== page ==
This post follows on from part 5: length adjustments above the waist. A bit the same, a bit different.
How do you know if you need to alter the length below the waist?
I don’t think you need to make a toile to work out whether you need a length alteration. You just need to know your own measurements.
Start by measuring your waist to hip distance – you’ll need a tape measure, some wool or string and someone to help you.
1. Strip down to your undergarments, or a slim-fit pair of trousers like leggings, and tie a piece of wool or string around your waist. (If you’re not sure exactly where your waist is, try bending to the side – like in the ‘I’m a little teapot song’! Your waist is the hinge where you bend.)
2. Use the tape measure to find the point on your hips with the largest circumference. This might be close to your hipbones, or below the fullest part of your bottom if you have proportionally large thighs. Everyone’s different. If you like, mark the spot with some tailor’s chalk to make things easier.
3. Ask your helper to measure down your side, from your waistline to the spot you found in (2). Keep the tape measure in contact with your body rather than pulling it taut. This is your waist to hip distance.
Womenswear patterns, except petites, usually use a standard waist to hip distance of 8″ in all sizes. You won’t usually find this measurement printed on the pattern envelope, but you might find it written on the pattern pieces. If your measurement is 7″ or under you’ll need to shorten patterns, and if you’re 9″ or over you’ll want to lengthen them. Mine’s a whopping 10″ – which explains why I have trouble finding RTW trousers – so I always lengthen almost all patterns at this point.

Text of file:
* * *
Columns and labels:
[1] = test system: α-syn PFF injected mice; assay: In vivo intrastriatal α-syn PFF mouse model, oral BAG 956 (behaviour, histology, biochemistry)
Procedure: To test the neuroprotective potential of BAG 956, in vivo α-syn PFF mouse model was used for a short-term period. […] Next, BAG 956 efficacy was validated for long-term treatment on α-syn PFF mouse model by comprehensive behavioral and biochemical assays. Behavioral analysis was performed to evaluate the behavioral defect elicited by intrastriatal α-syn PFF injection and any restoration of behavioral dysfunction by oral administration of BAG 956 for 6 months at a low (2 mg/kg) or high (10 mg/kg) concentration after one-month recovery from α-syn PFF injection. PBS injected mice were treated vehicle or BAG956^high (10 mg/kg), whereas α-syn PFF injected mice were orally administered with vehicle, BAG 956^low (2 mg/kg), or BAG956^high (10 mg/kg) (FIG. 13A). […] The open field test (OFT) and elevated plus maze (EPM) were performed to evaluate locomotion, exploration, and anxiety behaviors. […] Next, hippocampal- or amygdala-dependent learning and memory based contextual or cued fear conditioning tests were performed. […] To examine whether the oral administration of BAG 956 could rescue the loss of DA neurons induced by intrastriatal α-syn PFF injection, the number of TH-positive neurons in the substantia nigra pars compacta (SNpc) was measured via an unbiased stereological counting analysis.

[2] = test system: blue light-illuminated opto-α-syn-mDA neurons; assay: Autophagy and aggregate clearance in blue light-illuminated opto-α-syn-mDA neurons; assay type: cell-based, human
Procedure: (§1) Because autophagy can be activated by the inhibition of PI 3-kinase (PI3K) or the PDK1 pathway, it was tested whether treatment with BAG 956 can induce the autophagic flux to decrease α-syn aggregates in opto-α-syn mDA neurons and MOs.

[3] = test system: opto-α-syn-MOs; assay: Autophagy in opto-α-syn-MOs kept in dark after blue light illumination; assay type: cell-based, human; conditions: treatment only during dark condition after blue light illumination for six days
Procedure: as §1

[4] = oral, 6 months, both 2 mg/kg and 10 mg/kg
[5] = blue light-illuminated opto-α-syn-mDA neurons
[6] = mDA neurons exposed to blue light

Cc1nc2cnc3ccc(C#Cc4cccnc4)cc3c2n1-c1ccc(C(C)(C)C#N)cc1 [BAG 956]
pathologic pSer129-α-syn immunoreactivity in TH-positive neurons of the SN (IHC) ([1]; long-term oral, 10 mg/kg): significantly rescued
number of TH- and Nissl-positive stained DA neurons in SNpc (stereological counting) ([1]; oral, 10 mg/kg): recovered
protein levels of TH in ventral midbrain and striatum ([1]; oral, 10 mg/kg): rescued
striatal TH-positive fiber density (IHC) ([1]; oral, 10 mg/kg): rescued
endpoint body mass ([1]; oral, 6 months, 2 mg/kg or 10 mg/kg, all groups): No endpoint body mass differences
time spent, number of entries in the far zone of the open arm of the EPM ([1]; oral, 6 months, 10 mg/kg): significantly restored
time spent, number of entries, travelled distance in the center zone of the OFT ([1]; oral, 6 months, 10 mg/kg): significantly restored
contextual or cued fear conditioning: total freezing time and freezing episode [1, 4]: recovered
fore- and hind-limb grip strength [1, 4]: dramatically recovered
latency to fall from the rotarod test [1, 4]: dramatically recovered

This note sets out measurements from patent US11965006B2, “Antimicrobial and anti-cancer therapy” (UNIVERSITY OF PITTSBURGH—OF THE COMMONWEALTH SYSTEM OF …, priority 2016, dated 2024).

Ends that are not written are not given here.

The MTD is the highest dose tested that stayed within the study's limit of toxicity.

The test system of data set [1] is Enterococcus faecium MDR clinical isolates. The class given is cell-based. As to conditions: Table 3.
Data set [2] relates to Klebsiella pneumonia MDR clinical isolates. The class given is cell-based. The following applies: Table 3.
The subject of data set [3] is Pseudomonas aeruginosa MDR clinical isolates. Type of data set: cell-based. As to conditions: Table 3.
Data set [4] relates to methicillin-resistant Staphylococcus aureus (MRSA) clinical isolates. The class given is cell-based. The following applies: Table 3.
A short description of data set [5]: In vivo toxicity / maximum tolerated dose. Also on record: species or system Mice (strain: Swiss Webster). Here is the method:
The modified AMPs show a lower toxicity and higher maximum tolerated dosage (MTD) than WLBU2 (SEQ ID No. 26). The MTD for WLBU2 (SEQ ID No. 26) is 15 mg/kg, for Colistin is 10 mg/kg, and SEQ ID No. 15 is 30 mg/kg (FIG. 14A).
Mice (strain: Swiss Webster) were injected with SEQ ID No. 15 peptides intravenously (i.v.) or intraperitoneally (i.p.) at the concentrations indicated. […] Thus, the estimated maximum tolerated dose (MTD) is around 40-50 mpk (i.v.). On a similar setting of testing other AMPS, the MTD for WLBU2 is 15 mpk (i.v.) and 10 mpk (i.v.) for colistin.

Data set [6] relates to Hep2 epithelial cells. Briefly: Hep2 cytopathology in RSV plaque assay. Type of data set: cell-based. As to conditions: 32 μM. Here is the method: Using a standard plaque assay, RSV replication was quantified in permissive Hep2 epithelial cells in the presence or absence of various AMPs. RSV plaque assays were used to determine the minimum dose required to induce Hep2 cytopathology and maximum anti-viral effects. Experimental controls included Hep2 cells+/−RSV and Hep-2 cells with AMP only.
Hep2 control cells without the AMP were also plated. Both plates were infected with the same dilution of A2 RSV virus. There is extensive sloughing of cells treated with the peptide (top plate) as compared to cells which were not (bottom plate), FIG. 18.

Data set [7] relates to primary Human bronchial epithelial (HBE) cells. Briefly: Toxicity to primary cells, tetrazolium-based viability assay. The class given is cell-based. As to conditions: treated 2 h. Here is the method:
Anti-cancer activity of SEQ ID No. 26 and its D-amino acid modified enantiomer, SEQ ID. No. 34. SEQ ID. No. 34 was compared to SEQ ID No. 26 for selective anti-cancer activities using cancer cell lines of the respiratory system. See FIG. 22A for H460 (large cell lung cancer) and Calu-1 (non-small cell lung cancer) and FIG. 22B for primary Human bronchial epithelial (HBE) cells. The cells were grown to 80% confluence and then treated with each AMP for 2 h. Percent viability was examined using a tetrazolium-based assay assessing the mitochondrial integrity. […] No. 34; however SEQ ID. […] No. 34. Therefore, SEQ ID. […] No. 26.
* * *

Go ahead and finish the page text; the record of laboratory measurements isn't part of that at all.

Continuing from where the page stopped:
Does it matter if I don’t make this alteration?
If you’re sewing a flared skirt, you’ll get away with it (although if yours is longer than average and you want to get the garment on and off over your bottom, you’ll probably still need to lengthen the zip). I made the Colette Moneta recently and didn’t bother to lengthen the skirt at this point – I just added loads to the hem instead, and that worked fine. For fitted skirts and trousers it’s definitely worth making this alteration.
How to add or subtract length
Most patterns include markings (and even instructions, sometimes) on the pattern pieces to show you where to adjust the length. If yours doesn’t, then you’re looking for a spot between the hipline and the natural waistline. If you make the alteration at a suitable notch, it’ll make matching the pieces easier later on.
Once you’ve got your waist and hipline in the right spots then you can move downwards and adjust the length above and below the knee too in the same way.
Knock-on effects of a length alteration below the waist
You’ll need to alter any adjoining pattern pieces like a fly front, or slant pockets.
If you’re making trousers with back pockets, you might want to shift them up or down a little so they sit in just the right place.
If you’ve shortened your pattern you might get away with less fabric but if you’ve lengthened it you could well need more (including any lining and interfacing).
And you might now need a longer or shorter zip, more bias binding or to move the buttons on a shirtdress.
Ta-da! No more Simon Cowell trousers or builders’ bums.